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    April Fools’ Day March in Pictures and Video

    On April 1, about 300 supporters and members of Occupy Boston gathered at Dewey Square and in front of the the Federal Reserve Bank of Boston for a day of events that included our second Ironic March, this one in honor of April Fools’ Day.

    Marching by the infamous North Parcel near Dewey Square


    Marching down Atlantic Avenue


    Inside Fanueil Hall


    Video of the speak-out at Fanueil Hall


    Protesters looking really engaged during the speak-out at Fanueil Hall


    Marching past Boston City Hall


    Marching down Washington Street


    Marching down Summer Street


    At the end, everyone ran back into Dewey Square


    Afterward, participants held a picnic and free clothing swap in Dewey Square then gathered for a General Assembly underneath in awning of the Federal Reserve. Here’s a great video of clips from the GA set to music:


    April 1, 2012 Occupy Boston at Dewey from The Preoccupation on Vimeo.

    Photos by Matthew J Shochat. Videos by Nadeem Mazen and Doug Greene.

    OB Women March in Solidarity with OWS Women and Against #M17 Police Brutality

    Photos by Chase Carter.

    On March 20 at 9 pm, the Women of Occupy Boston, participants from numerous other Occupy contingents, and their supporters met at the Parkman Bandstand in Boston Common. They marched in solidarity with women who were arrested and beaten at the Occupy Wall St #M17 action, where occupiers attempted to retake Zuccotti Park. The OWS event was in celebration of Occupy Wall Street’s six-month anniversary.

    The march made its way down Charles Street, meandering onto Beacon Street.  From there, it went past the State House before going down Park Street.

    Heading down Winter and Summer Streets, it made its way to the front of the Federal Reserve Bank of Boston, where a speak-out took place.

    Several individuals from a contingent of Occupy Boston participants spoke of what they witnessed first-hand at Zuccotti Park.  One female protester said, “I witnessed a lot of police brutality. I have never seen so much violence in my life.”

    Many more women spoke out that night. some referenced the recent attacks on women’s healthcare and contraception that has been brought to the forefront of national political issues. “As a woman, I have less rights than a corporation,” said one female protester.

    A student organizer from Puerto Rico also spoke, saying, “You would be stupid to underestimate the people.” By 10 pm, the speak-out had ended and the event came to a close.

    Boston DSA hosts Occupy Panel at Democracy Center

    David Knuttunen, Katie Gradowski, Chris Faraone and Betsy Boggia /Photo by Matthew J Shochat

    On March 4th, 2012, at 1:30pm, several Occupy Boston, Occupy Newton and Democratic Socialists of America (DSA) gathered at The Democracy Center, located at 45 Mt. Auburn Street near Harvard Square for a panel titled “After Dewey Sq: Where is The Occupy Movement Going in MA?” The panelists included Katie Gradowski, Occupy Boston participant who has worked with City Life Vide Urbana, Chris Faraone, who began his writing career by free-lancing Hip Hop reviews and the Boston Herald before becoming a staff reporter for the Boston Phoenix, where his coverage of the Occupy movement on both coasts resulted in his debut book “99 Nights With The 99%,” and lastly, Betsy Boggia, who helped organize Occupy Natick after having worked with grassroots organizations, political campaigns, local non-profits including Girl’s LEAP Self-Defense, has been a legislative aide for State Senator Cheryl Jacques, and a co-founder of the Greater Boston Chapter of the Million Mom March for sensible gun control. The moderator for the evening was David Knuttunen, who has worked with Occupy Newton, Occupy Boston’s Free School University, Occupy Boston Radio and Boston DSA.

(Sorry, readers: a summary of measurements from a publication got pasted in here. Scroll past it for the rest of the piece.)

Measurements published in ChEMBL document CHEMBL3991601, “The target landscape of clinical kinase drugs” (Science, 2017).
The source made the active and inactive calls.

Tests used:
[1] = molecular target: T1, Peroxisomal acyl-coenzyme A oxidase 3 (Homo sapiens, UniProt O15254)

Many of the panelists expressed experiences within and around Occupy as well as offered advice as to what would make Occupy a success in the future. Betsy Boggia had addressed an issue as to why suburban legislators are making are making decisions that only really impact urban areas. Chris Faraone also advised making action at the state/municipal level in order to achieve victories before addressing issues on the federal level due to the large opposition that would be received. Katie Gradowski expressed how occupy can get heard by pushing legislation rather than endorsing any candidates.

    The floor had been open to questions from the audience, as one person asked “What difference has Occupy made to these issues?” Varying panelists responded with difference points, such as an example being that Occupy Somerville having pushed an awful lot with the MBTA issues, Unions having more support than before, and how the message of Occupy has engaged new activists.

    Clips of Katie Gradowski, Chris Faraone, and Betsy Boggia can be seen here.

    Occupy Boston participants testify at MBTA Hearings

    Throughout Boston and beyond, the Massachusetts Bay Transportation Authority has been holding public hearings where citizens are allowed to give testimony regarding two proposed scenarios of service cuts and fair increases. These scenarios are intended to bridge the MBTA projected $161 million budget gap for the upcoming fiscal year 2013.  Opposition has swelled  to the projected fare increases and service cuts on both scenarios by large numbers of metro residents.